Should one wish to challenge the validity of a patent after the expiration of the Post-Grant Review (“PGR”) filing period or for which PGR was not available (patents issuing from applications having an effective priority date before March 16, 2013) inter partes review (“IPR”) is available. However, one must be mindful that the grounds for instituting an IPR are more restrictive than for PGR – a petitioner may request to cancel as unpatentable one or more claims of a patent only on a ground that could be raised under § 102 or § 103 and only on the basis of prior art consisting of patents or printed publications.
All patents are eligible for IPR; however, an IPR petition for review of a patent examined under the first-to-file standards (includes all patents issuing from applications having an effective priority date on or after March 16, 2013) cannot be filed until after the later of: (i) nine months after the grant of a patent or issuance of a reissue of a patent; or (ii) the date of termination of any PGR of the patent. One additional requirement must be met for IPR: the petition requesting the proceeding must be filed within one year after the date on which the petitioner, the petitioner’s real party in interest, or a privy of the petitioner has been charged with infringement under the patent.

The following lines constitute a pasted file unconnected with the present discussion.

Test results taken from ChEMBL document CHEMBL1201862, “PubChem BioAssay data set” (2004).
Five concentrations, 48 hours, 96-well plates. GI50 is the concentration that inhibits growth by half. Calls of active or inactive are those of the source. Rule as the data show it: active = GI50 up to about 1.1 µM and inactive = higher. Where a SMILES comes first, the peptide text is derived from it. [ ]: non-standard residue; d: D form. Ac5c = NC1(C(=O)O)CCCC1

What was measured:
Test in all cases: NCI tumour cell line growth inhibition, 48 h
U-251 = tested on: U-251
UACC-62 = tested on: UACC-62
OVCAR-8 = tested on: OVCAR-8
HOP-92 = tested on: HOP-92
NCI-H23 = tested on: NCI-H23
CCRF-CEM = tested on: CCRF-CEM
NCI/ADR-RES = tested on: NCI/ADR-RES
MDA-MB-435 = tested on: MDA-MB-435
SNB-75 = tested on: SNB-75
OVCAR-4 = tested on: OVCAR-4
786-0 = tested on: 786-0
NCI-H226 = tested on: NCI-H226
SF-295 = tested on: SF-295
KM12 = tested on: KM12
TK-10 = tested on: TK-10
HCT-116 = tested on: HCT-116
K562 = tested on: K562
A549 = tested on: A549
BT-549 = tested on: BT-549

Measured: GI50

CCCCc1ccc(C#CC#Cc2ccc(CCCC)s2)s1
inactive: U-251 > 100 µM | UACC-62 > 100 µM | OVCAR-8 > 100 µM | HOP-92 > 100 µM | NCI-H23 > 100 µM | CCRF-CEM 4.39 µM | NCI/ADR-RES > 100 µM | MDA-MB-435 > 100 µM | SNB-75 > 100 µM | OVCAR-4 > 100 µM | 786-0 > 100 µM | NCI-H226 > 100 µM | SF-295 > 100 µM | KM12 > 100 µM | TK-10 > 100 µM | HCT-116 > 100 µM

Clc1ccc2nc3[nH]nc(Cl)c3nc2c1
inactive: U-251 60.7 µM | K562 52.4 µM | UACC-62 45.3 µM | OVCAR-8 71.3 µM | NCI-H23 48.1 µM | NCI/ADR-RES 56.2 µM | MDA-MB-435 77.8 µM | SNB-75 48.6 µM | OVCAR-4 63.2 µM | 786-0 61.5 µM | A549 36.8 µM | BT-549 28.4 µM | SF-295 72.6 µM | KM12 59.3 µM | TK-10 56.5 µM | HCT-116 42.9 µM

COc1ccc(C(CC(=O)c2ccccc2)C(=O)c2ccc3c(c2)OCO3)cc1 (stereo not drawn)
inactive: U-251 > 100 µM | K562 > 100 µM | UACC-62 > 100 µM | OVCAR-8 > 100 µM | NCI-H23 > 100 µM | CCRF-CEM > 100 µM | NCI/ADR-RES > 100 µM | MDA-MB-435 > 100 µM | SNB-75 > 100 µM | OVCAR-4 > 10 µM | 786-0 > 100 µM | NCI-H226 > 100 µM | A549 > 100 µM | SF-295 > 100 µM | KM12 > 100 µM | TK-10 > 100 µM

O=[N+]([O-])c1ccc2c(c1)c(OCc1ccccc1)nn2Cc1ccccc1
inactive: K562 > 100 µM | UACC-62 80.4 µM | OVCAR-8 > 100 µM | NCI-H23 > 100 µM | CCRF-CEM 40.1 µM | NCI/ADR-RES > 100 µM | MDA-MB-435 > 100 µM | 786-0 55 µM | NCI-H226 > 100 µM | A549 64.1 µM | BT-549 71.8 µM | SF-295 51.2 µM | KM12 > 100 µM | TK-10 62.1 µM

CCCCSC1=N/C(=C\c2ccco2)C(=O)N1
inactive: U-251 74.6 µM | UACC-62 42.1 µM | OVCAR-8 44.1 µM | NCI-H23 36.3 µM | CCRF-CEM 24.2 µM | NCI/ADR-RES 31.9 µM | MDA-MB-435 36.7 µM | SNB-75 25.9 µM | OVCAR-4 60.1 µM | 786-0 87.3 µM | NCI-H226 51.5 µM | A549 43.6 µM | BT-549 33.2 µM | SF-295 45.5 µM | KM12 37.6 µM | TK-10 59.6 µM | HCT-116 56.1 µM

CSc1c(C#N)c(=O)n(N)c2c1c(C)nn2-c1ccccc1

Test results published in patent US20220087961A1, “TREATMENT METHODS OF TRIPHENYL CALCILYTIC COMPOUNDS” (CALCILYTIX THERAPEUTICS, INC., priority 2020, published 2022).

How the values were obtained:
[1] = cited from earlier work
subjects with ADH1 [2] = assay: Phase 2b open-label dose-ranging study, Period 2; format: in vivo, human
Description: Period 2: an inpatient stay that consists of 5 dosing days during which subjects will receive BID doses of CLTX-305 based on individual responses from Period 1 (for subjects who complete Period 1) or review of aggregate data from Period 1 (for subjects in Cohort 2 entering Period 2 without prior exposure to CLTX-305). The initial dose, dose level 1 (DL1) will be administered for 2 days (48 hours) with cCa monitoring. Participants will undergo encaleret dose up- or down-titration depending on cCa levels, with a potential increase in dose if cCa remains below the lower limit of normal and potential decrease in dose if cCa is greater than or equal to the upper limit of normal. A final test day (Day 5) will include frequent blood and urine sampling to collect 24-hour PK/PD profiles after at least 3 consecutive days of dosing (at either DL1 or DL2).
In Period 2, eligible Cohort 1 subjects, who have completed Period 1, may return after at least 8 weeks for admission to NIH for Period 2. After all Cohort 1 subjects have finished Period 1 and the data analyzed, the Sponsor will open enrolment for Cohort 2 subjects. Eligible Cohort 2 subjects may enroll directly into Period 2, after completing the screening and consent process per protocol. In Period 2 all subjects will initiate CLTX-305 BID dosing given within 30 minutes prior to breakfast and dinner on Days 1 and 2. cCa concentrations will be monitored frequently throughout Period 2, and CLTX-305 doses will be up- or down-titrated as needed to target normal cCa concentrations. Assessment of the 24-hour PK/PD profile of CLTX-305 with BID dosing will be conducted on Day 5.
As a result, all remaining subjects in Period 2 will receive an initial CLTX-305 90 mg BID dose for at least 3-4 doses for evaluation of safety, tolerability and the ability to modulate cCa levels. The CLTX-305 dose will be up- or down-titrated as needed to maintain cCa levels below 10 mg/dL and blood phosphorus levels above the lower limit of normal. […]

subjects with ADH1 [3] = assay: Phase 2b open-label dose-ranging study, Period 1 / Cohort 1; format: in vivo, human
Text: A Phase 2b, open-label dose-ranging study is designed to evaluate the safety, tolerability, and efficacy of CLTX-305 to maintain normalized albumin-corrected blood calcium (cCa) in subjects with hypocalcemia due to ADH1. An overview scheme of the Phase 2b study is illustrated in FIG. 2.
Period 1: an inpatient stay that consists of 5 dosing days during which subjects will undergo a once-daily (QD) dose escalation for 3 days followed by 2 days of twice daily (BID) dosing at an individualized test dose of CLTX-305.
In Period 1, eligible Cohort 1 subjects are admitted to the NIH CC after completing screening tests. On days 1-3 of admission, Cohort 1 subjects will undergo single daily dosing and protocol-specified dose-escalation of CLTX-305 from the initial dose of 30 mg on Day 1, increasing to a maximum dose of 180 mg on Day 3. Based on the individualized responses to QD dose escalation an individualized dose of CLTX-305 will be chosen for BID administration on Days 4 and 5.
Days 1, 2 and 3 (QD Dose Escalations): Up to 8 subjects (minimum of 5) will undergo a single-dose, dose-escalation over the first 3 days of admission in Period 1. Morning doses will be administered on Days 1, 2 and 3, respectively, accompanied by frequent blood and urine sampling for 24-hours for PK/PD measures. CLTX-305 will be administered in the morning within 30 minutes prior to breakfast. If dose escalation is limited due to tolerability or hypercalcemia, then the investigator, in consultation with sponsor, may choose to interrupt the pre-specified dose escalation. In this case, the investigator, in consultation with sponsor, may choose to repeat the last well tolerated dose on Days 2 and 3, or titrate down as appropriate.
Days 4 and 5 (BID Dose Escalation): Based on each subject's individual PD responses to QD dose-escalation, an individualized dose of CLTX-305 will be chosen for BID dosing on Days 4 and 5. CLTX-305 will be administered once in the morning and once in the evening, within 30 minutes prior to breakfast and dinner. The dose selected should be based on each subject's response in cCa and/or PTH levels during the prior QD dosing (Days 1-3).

Institution of IPR requires a higher standard than PGR: the petitioner must demonstrate by a preponderance of the evidence that there is a “reasonable likelihood that at least one of the claims challenged in the petition is unpatentable”. In deciding whether to institute a review, the Board may reject the petition or request because the same or substantially the same prior art or arguments previously were presented to the USPTO. All parties are statutorily precluded from filing an appeal with a higher court to challenge the Board’s decision whether to institute an IPR. However, if the petition for IPR is denied, the petitioner may submit a request to the Board itself for a rehearing of the decision.